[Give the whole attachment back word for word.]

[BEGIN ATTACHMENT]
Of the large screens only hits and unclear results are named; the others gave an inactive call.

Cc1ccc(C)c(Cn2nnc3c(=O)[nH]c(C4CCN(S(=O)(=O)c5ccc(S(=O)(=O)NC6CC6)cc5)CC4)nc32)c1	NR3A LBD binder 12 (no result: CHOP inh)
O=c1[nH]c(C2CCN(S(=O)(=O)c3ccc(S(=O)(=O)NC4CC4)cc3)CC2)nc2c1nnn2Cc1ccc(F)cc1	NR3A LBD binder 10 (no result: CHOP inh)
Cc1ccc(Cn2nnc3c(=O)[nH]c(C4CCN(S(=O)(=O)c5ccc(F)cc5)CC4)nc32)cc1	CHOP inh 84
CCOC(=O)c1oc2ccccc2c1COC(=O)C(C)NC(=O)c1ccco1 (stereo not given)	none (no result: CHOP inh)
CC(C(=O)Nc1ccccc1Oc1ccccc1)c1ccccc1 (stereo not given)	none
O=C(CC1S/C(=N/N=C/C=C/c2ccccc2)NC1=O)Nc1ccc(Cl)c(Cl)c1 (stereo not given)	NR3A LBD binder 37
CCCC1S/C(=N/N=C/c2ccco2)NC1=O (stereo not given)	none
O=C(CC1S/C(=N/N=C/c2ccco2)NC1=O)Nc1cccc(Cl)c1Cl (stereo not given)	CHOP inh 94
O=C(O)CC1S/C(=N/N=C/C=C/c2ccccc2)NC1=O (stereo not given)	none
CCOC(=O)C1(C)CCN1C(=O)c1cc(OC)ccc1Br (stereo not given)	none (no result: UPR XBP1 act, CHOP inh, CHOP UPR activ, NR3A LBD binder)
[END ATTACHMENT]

Of the large screens only hits and unclear results are named; the others gave an inactive call.

Cc1ccc(C)c(Cn2nnc3c(=O)[nH]c(C4CCN(S(=O)(=O)c5ccc(S(=O)(=O)NC6CC6)cc5)CC4)nc32)c1	NR3A LBD binder 12 (no result: CHOP inh)
O=c1[nH]c(C2CCN(S(=O)(=O)c3ccc(S(=O)(=O)NC4CC4)cc3)CC2)nc2c1nnn2Cc1ccc(F)cc1	NR3A LBD binder 10 (no result: CHOP inh)
Cc1ccc(Cn2nnc3c(=O)[nH]c(C4CCN(S(=O)(=O)c5ccc(F)cc5)CC4)nc32)cc1	CHOP inh 84
CCOC(=O)c1oc2ccccc2c1COC(=O)C(C)NC(=O)c1ccco1 (stereo not given)	none (no result: CHOP inh)
CC(C(=O)Nc1ccccc1Oc1ccccc1)c1ccccc1 (stereo not given)	none
O=C(CC1S/C(=N/N=C/C=C/c2ccccc2)NC1=O)Nc1ccc(Cl)c(Cl)c1 (stereo not given)	NR3A LBD binder 37
CCCC1S/C(=N/N=C/c2ccco2)NC1=O (stereo not given)	none
O=C(CC1S/C(=N/N=C/c2ccco2)NC1=O)Nc1cccc(Cl)c1Cl (stereo not given)	CHOP inh 94
O=C(O)CC1S/C(=N/N=C/C=C/c2ccccc2)NC1=O (stereo not given)	none
CCOC(=O)C1(C)CCN1C(=O)c1cc(OC)ccc1Br (stereo not given)	none (no result: UPR XBP1 act, CHOP inh, CHOP UPR activ, NR3A LBD binder)